We are currently experiencing network problems with the desktop version of Police Oracle. We hope to have these resolved as soon as possible.

Only 80 per cent of misconduct cases 'are resolved within a year'

The reforms to conduct investigations have been challenged in the House of Commons.

Ministers have been urged to step up action to reduce the amount of time taken to resolve conduct complaints.

Labour MP Jessica Morden used Home Office questions to raise concerns on behalf of the Police Federation over the time taken by the Independent Office for Police Conduct (IOPC) to close investigations into allegations of impropriety.

A new system that makes greater use of Police and Crime Commissioners to resolve complaints earlier is still being assessed. Also under the new system, the IOPC must explain why cases are taking more than a year to be settled.

But more serious allegations, particularly those started by the IOPC, remain a source of contention for rank and file officers.

The Federation argues they take up scarce officer time and often lead to no further action.

The issue has already been raised in a hearing by the Home Affairs Select Committee.

Jessica Morden told the Commons: “Even under the new Home Office system, only 80% of police conduct investigations are resolved within a year, leaving the remaining cases to linger on with a detrimental effect for those involved.

“Does the [policing] minister agree with the Police Federation that we need action now not just allowing the system to bed in as no-one benefits from long, drawn-out investigations?”

Policing minister Kit Malthouse told MPs that despite more serious conduct cases being more complex it was the government’s aspiration to shorten investigation times as much as possible.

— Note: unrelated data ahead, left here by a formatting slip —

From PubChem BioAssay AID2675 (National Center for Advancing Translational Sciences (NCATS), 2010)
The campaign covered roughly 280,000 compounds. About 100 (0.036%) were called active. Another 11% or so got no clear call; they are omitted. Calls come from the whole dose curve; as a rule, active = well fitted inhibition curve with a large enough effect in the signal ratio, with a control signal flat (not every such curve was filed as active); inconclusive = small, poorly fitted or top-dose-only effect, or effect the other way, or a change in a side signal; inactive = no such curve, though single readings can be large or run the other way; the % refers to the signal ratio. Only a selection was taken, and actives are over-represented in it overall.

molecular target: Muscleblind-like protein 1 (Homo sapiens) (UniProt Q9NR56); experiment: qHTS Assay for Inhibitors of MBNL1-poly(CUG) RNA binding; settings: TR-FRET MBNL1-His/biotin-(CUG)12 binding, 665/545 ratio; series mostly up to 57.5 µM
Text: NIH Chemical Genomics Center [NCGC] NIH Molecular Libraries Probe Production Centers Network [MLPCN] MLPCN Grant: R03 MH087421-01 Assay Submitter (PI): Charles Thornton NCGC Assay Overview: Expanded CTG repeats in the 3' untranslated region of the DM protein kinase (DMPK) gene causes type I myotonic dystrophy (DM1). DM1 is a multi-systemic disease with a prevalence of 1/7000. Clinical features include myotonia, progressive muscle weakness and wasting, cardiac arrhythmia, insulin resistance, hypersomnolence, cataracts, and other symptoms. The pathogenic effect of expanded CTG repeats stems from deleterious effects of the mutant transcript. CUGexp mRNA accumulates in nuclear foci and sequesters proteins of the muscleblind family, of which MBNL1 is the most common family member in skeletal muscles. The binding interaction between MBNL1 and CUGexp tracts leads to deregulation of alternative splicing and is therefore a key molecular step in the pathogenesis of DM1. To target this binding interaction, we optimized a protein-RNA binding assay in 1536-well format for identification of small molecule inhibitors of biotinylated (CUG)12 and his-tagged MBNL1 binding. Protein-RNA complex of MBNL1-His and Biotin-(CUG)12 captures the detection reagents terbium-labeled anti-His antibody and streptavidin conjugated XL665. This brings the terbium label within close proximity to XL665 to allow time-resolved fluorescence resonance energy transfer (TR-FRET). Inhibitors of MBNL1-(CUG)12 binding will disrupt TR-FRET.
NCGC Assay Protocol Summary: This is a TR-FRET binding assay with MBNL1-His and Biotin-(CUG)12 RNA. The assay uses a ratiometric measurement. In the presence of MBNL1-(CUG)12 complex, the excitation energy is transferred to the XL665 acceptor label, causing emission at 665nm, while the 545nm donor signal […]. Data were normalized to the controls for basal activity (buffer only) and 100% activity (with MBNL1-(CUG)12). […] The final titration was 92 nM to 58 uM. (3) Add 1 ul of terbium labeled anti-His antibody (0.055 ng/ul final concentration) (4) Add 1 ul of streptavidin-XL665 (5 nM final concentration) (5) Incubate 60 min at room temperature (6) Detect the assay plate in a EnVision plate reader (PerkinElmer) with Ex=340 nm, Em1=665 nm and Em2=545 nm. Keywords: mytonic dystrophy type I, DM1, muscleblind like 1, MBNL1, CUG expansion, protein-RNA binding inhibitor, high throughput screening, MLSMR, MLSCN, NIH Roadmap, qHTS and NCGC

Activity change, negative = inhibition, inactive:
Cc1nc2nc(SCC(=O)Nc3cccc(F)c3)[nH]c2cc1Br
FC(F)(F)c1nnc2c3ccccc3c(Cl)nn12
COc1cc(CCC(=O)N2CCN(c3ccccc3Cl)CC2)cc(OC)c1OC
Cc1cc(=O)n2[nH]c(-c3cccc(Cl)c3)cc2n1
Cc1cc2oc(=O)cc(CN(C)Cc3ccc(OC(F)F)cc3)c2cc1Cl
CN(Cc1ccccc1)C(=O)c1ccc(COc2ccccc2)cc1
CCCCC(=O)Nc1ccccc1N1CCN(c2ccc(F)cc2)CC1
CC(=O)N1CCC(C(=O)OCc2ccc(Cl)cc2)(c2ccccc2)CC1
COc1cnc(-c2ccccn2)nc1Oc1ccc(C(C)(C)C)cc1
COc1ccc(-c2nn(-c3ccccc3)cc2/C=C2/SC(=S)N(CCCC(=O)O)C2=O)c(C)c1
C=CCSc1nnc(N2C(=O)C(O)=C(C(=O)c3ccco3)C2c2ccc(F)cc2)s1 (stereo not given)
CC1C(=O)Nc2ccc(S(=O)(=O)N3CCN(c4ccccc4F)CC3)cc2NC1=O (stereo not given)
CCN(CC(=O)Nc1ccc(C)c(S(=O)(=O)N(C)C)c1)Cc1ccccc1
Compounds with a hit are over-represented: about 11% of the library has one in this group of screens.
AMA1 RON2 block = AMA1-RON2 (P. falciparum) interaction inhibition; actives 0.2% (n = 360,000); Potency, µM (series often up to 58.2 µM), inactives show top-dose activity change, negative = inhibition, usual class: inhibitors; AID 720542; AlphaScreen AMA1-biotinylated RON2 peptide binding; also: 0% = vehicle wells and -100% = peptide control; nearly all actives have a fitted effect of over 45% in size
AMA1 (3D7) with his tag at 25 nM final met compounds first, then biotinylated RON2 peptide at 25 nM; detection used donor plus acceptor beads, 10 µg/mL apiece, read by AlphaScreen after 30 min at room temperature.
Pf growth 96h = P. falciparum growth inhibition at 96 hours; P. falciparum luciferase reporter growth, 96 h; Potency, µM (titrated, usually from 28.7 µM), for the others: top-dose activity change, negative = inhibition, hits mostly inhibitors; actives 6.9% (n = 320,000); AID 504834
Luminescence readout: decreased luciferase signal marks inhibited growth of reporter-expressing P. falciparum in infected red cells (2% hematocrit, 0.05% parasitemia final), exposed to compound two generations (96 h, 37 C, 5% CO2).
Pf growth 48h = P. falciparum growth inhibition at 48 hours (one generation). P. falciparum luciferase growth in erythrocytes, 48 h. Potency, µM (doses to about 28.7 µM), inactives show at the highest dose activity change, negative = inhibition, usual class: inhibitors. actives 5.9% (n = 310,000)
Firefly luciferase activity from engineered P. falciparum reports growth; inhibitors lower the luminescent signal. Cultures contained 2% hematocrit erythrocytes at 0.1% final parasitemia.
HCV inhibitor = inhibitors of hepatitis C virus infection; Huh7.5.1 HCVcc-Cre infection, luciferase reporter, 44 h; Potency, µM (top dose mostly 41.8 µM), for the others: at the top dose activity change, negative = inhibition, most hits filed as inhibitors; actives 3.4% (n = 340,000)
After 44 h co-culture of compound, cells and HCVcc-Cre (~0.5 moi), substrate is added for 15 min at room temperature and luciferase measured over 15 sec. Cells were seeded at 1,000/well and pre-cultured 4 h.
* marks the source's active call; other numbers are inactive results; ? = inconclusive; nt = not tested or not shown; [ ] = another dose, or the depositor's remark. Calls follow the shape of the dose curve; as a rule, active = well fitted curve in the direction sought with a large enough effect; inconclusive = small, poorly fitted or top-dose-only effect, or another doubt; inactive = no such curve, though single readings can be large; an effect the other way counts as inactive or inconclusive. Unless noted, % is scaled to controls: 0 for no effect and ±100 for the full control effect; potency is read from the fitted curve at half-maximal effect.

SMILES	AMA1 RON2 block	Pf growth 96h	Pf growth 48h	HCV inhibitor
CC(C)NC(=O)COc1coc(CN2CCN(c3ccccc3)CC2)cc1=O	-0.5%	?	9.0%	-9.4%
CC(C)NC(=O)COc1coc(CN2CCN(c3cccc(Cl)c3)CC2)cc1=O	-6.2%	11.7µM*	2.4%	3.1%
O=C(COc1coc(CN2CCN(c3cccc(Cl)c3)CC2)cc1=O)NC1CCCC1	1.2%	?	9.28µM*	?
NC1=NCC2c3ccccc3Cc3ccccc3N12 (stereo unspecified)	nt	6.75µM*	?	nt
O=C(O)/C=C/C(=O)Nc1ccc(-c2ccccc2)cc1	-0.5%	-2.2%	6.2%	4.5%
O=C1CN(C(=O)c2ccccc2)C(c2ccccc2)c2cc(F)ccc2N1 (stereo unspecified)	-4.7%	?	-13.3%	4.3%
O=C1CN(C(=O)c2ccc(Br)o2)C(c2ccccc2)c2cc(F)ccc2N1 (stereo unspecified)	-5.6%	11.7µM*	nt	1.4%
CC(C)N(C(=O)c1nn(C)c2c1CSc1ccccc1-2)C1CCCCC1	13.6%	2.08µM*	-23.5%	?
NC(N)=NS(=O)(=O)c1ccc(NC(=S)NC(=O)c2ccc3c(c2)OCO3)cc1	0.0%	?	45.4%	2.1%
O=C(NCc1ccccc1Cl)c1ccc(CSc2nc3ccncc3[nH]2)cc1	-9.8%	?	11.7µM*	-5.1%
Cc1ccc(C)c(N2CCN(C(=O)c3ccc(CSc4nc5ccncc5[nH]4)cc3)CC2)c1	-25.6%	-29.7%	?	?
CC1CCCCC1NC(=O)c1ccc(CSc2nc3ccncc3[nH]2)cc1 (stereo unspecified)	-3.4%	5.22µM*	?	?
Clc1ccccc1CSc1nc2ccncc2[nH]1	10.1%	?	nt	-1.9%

“It’s worth bearing in mind that delays in investigations often happen because of complex reasons, particularly for difficult cases which are not in the control of the investigating body,” he said.

“And while I understand and sympathise with the Fed’s desire to shorten investigations, it’s worth bearing in mind our overriding priority in quality and thoroughness - not hitting some arbitrary deadline.”

The IOPC inherited more than 500 cases but the minister confirmed it now has only 30 that have taken longer than 12 months.  

He said: “I do meet regularly with the Director General of the IOPC [Michael Lockwood] and we do regularly monitor very closely how long investigations are taking.”

The Federation said the government needed to go further with reforms to the system.

Tiffany Lynch, who is the Federation’s lead for Parliamentary lobbying and Conduct and Performance, said: “Prolonged investigations are costly not just on the public purse but on the health and well-being of all concerned. The new regs go some way to address delays but not far enough with no accountability for delay.”

The Independent Office for Police Conduct hit back, making clear significant progress had been made.

According to 2020/21 performance figures “core investigations completed within 12 months are 91% - this excludes major investigations”.

Leave a Comment
View Comments 2
In Other News
Fed fires 'warning shot' with work to rule threat over pay
IOPC to issue stop and search advice
IOPC 'pursued individual blame' says PSA as Hillsborough trial collapses
IOPC refers Met officers to CPS over road death
Killing of runaway cow with police vehicle referred to IOPC
'Organisational learning' after IOPC investigation into death of Kent teen
Federation still delaying investigations, says IOPC
More News